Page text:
Pam Barnhill [00:19:03]:
Don’t spend time second guessing yourself. Don’t think, oh, I could have made it better if I did this or that or the other. Just make the decision and move on with it. So the final style of curriculum or the kind of curriculum I wanted to talk about today is what we call whole family learning curriculum. Unit studies certainly fall under this kind of curriculum. Back when my kids were little, we did 5 in a row and it was just a joy for our homeschool for us to do that, but whole family curriculums make it easier for you to teach some of your family together. And I I kind of caveat that you probably heard the hesitation in my voice with the Time even with differentiated learning, which is what a really good curriculum for the family does, meeting different kids at their different levels and providing different content for them. Even with that, it is really difficult for a curriculum to span from 1st grade all the way up to high school.

Pam Barnhill [00:20:03]:
So when I look at curriculum for a whole family learning experience, I like to keep it within a 5 to 6 year age range. I think sometimes you can do a a first through 8th grade age range as long as you are teaching a little bit higher to the group and just allowing the younger kids to come along and get what they can. But when you’re trying to do something with multiple kids together outside of the realm of a morning time where you’re doing fine arts and things like that, but when you’re when you’re trying to do something a little more content based with a group of kids together, I think keeping it within a a 5 year age range is probably going to be the most beneficial for you and for the student. But these kinds of curriculum are out there, and we’re developing some of them ourselves here at Homeschool Better Together because we think there’s certainly a delight in learning together as a family, but there is also inefficiency that comes with being able to combine your kids for similar subjects. And so we have our new language arts together line. We have our 2nd bundle of that that we’re releasing, and next week’s podcast is actually all about the language arts together line and everything that it includes, and that is 1 of those where we say you can teach your kids 1st through 8th grade together as long as you are leaning in towards those upper elementary years and those younger kids are just listening to the story, listening to what’s going on during that family learning time and doing reading instruction and handwriting instruction outside of that family learning time. You certainly can’t expect to be able to to do all of that with that 6 or 7 year old during that family learning time. So you have to be realistic about what any 1 unit study can do for your family and as my kids got older and progressed, they were within 4 years of each other and so we could do a lot of family based learning together because of that 4 year span.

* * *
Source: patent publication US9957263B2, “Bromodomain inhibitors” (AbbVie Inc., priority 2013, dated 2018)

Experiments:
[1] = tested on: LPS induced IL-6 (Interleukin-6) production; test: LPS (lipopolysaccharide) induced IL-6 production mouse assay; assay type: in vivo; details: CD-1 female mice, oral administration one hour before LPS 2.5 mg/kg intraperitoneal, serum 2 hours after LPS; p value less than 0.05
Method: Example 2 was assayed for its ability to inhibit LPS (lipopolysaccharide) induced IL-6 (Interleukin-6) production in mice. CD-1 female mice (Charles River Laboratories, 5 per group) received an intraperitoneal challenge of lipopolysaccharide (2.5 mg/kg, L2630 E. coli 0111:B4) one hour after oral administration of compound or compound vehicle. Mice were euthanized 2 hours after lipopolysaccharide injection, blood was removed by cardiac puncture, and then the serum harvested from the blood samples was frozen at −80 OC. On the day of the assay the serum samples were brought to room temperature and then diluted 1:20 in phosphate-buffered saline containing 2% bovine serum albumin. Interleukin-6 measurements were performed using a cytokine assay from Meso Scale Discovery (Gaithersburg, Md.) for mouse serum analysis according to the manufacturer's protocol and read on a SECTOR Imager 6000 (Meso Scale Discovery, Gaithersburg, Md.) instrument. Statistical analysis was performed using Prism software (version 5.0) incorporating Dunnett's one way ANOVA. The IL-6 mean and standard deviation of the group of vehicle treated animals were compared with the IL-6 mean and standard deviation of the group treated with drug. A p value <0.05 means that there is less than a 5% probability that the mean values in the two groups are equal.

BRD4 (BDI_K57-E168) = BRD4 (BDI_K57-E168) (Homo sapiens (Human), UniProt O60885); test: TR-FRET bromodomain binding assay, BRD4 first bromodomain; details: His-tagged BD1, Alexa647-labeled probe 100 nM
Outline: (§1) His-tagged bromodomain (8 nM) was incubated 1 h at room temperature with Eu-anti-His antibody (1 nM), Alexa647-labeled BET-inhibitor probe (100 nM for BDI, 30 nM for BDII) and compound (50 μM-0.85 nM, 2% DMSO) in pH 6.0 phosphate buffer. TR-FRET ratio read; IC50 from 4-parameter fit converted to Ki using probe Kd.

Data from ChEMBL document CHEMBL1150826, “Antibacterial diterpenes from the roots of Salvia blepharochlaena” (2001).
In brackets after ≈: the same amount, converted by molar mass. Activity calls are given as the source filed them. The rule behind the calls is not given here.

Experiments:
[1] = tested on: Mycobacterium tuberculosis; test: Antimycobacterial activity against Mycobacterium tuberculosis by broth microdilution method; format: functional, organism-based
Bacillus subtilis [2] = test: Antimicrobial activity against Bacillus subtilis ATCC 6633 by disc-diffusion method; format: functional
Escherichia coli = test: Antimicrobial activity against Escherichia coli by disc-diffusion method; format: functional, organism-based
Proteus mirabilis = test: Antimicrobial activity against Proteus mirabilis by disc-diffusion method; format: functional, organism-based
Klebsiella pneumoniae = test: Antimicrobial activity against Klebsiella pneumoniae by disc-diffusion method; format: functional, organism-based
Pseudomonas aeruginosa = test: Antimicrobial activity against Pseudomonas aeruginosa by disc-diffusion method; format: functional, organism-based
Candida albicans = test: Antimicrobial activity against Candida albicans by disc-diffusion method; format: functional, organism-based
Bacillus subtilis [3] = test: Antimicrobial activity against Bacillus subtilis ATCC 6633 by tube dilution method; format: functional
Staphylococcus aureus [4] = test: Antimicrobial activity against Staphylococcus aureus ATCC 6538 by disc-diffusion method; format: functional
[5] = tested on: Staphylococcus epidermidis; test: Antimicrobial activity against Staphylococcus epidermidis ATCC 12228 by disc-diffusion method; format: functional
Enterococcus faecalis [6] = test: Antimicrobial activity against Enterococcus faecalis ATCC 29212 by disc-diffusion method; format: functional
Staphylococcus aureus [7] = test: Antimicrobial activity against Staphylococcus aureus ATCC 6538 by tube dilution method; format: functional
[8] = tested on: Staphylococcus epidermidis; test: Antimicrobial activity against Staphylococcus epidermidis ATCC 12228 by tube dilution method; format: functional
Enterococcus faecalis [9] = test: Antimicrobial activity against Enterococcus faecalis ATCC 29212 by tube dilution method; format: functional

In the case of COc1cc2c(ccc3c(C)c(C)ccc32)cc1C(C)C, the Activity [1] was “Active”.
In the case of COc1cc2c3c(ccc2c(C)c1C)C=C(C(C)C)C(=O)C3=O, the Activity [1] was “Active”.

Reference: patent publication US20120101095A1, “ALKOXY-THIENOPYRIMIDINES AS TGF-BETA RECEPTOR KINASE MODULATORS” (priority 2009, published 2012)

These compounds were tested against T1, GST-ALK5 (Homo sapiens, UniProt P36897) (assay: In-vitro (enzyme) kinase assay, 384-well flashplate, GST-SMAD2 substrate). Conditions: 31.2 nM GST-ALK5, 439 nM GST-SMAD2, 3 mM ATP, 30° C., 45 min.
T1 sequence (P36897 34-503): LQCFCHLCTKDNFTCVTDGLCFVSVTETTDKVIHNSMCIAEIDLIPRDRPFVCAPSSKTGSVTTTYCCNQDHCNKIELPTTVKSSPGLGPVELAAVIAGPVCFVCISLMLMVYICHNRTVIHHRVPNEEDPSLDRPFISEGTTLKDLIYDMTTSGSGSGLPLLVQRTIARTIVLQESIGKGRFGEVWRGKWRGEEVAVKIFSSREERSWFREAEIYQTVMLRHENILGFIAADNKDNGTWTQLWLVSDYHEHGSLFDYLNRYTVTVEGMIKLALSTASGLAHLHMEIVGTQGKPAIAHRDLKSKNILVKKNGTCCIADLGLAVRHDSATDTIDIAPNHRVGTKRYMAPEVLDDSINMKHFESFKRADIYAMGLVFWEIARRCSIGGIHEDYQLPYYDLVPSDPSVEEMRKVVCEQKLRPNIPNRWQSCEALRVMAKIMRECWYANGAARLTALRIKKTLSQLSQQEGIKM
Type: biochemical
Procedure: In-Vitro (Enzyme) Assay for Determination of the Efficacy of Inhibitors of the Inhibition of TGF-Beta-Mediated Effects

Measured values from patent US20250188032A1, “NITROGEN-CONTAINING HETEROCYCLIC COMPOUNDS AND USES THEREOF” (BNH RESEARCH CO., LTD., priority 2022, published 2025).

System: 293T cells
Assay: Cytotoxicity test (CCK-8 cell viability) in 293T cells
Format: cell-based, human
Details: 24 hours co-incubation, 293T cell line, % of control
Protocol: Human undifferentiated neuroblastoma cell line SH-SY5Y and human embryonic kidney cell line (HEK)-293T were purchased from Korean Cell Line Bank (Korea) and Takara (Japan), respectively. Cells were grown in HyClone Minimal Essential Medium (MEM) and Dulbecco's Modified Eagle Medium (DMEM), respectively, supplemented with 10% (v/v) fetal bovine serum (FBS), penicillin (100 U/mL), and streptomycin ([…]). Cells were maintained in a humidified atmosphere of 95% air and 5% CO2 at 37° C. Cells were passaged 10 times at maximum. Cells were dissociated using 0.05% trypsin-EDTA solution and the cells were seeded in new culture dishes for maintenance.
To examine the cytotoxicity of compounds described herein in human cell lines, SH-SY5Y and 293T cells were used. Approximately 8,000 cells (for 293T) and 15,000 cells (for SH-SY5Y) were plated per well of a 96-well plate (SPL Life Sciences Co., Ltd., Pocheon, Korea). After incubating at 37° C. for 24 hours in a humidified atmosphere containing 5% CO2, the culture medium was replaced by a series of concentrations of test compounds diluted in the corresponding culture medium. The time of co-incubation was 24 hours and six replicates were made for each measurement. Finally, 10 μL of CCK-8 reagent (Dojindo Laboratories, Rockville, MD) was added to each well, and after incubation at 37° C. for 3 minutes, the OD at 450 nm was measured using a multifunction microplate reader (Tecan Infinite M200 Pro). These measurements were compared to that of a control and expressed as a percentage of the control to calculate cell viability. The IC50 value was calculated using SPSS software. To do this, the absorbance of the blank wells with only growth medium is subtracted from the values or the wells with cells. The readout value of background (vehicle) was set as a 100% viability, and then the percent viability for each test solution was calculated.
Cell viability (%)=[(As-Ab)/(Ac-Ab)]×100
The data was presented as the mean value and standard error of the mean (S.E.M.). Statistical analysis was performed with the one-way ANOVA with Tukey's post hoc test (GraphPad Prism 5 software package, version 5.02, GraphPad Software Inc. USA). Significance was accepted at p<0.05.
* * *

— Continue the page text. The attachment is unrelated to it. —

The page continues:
Pam Barnhill [00:22:09]:
We just kept aging up our materials and I would teach towards that upper end of my group to my 2 oldest and my youngest kind of got what he got and actually really held his own a lot of times in what we were learning. But it worked only because my kids were close in age together. I was not trying to combine a 1st grader with a junior or senior in high school and expect that everybody was getting exactly what they needed out of that. So that’s my caveat with family style learning. But outside of that caveat, I do think it is 1 of the best ways to learn, and there are a couple of different curriculum companies that do this pretty well. Simply Charlotte Mason is 1 of them that I think does it really well and then of course like I said we are developing materials here at homeschool better together that allow you to do that. We’ve got our Language Arts Together line. We’re selling our second bundle this summer but you can also get individual titles as well.

Pam Barnhill [00:23:07]:
And then our citizenship together is coming out. And the Language Arts Together right now is at first through 8th grade, and then we tell you, like, where you need to pick up some additional materials for younger and older kids. And then the Citizenship Together leans a little more for 4th through 8th grade. And with that, we’re starting with an election unit later this month. That is something that you really don’t need to add anything else to. 1 of the things that we’re also doing with that particular style of curriculum is we are calling it the anti-buffet curriculum. That’s what we call it internally here on the team because we knew that there was a lot of decision fatigue that came from trying to take a buffet curriculum and pair it down. And so as we’re developing these new curriculum products, we’re we’re really doing what we call the anti-buffet system.